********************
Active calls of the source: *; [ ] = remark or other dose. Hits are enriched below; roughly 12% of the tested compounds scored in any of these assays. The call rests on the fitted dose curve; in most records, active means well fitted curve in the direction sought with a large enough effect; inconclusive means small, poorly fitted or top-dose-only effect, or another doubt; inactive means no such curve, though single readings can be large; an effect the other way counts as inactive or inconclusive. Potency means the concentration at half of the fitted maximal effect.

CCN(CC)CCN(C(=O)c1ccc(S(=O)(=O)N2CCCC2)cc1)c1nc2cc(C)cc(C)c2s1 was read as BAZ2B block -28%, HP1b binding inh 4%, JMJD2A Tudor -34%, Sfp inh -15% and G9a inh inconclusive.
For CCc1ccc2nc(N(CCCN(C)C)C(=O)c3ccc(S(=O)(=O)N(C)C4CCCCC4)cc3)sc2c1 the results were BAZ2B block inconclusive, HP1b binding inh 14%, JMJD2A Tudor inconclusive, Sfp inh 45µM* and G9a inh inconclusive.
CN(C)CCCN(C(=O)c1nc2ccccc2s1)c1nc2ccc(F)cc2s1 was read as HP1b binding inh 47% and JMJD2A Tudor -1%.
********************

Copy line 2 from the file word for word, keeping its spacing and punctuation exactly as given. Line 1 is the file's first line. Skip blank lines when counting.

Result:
CCN(CC)CCN(C(=O)c1ccc(S(=O)(=O)N2CCCC2)cc1)c1nc2cc(C)cc(C)c2s1 was read as BAZ2B block -28%, HP1b binding inh 4%, JMJD2A Tudor -34%, Sfp inh -15% and G9a inh inconclusive.